Are you aware that, despite making up more than half of university graduates, women constitute a meager 30% of the tech workforce?

Let’s delve deeper into the startling numbers and stories that map the trajectory of women in tech.

Bridging the Past and Present of Women in Technology

Did you know that the first computer program was conceptualized by a woman in the 19th century?

That’s right, Ada Lovelace laid the groundwork for what we now call programming way back in 1843. However, despite such pioneering roots, women today find themselves underrepresented in the digital landscape. Let’s explore why and how this disparity exists, and what’s changing—or not.

The Modern Reality: Current Numbers Tell a Story

When we peek into the digital industry, the numbers reflect an unsettling gender imbalance. The workforce in digital sectors currently consists of only 30% women.

But wait, there’s more—or rather, less. In some specific areas, that figure plummets to under 20%. It’s not just a localized issue either; the trend is consistent across the European Union. Among the staggering facts:

  • Just 25% of digital degree holders are women.
  • A mere 13% of women with digital degrees actually work in the digital sector.
  • A report from 2020 reveals that only 18% of ICT specialists in Europe are women.

Navigating the Corporate Ladder

Wondering how this plays out in the tech giants of Silicon Valley?

Not great, unfortunately. While women make up a small fraction of the tech workforce, their representation in leadership roles is even lower.

According to a 2019 study by, women occupy only 18.5% of managerial roles in tech companies. Only 13% of managers and 7% of tech entrepreneurs are women in Silicon Valley, the world’s tech capital.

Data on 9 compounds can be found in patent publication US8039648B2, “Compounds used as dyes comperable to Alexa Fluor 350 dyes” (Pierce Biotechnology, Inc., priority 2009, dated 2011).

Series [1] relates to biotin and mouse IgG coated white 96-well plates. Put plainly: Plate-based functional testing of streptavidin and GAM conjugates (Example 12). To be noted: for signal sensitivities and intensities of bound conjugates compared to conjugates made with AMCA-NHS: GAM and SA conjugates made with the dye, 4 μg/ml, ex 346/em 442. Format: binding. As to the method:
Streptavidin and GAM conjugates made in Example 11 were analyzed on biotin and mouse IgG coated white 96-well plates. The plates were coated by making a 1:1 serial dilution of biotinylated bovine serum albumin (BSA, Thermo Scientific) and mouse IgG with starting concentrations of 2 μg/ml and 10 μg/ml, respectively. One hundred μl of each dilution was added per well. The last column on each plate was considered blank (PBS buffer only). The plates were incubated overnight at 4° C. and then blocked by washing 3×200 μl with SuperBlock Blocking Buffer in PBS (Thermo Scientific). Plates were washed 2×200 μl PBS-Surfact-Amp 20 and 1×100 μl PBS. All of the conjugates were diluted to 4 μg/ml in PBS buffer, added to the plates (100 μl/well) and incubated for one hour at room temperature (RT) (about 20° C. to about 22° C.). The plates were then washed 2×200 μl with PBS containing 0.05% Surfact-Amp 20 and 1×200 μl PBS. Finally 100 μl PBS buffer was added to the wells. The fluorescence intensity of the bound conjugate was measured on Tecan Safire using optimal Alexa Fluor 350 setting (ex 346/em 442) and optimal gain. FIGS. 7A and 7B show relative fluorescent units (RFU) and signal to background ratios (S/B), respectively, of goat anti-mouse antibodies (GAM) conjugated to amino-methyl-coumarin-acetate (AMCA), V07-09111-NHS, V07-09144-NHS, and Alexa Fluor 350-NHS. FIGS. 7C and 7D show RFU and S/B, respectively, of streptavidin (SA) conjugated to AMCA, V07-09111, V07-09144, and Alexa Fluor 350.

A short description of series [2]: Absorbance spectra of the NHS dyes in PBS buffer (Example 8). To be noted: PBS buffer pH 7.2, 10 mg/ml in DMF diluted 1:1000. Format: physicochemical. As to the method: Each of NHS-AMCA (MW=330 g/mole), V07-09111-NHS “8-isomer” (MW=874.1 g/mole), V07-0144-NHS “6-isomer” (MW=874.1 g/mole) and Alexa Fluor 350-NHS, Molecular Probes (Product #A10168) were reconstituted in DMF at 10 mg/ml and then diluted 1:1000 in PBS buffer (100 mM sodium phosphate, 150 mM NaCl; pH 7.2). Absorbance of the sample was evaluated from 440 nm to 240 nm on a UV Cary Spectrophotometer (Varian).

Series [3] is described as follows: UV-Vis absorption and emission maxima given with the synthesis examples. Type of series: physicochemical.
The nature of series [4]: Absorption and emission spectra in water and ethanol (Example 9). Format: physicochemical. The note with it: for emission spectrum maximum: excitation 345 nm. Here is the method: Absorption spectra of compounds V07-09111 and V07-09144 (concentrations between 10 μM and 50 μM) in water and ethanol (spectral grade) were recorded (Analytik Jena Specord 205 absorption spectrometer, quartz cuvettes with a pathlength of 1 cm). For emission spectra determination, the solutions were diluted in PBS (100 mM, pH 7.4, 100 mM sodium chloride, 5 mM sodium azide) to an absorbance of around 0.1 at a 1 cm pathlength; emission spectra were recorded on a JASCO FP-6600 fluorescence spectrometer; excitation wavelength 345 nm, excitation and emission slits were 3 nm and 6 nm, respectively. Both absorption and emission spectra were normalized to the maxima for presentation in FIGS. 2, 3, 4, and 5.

Parental Influence and Career Choices: A Vicious Cycle?

Career choices aren’t solely determined by personal interests; societal norms and parental guidance play a significant role.

Data from a 2021 study conducted by Epitech and Ipsos show a staggering discrepancy in parental encouragement toward tech careers: 61% for boys and only 33% for girls.

This, even though 56% of high school girls express an interest in tech fields. What gives?

Startups and Funding: A Tale of Imbalance

Despite these challenges, women in tech startups show promising signs. According to a 2022 report by Sista and Boston Consulting Group:

  • Men are 1.6 times more likely to secure funding than women.
  • Women have 3.4 times greater odds of securing funding when partnered with a man.
  • No all-female team has managed to raise over 50 million euros in a single round.

However, gender-diverse teams have 1.4 times higher chances of securing initial rounds of funding compared to all-male teams.

Also, for every dollar invested, female-led startups return 78 cents, almost two and a half times the 32 cents returned by male-led startups.

The Paradox: Women in Tech, a Love Story Since the 19th Century

Women have a rich legacy in tech.

Trailblazers like Ada Lovelace, Grace Hopper, Hedi Lamar, and Mary Keller, to name just a few, paved the way for today’s digital world. Women’s contribution to tech isn’t a new phenomenon; it’s as old as the industry itself.

So what can be done to balance the scales? It’s high time for change. Gender inequality in tech isn’t just a social issue; it’s a loss to the industry itself.


How many women work in the tech industry today?
Currently, women make up about 30% of the workforce in the tech sector.

What percentage of women are in leadership roles in tech companies?
A meager 18.5% of managerial roles in tech companies are occupied by women.

Are women-led startups more successful?
According to Boston Consulting Group, for every dollar invested, female-led startups yield a return of 78 cents, compared to 32 cents for male-led startups.

Why aren’t more women entering tech?
A combination of societal norms, stereotyping, and lack of encouragement from family tends to steer women away from tech careers.

Who were some female pioneers in tech?
Ada Lovelace, Grace Hopper, and Hedi Lamar are some of the early women pioneers in the tech industry.

Isn’t it about time we revisit our approach and give women the representation they not only deserve but have historically earned? The numbers don’t lie, and neither does history.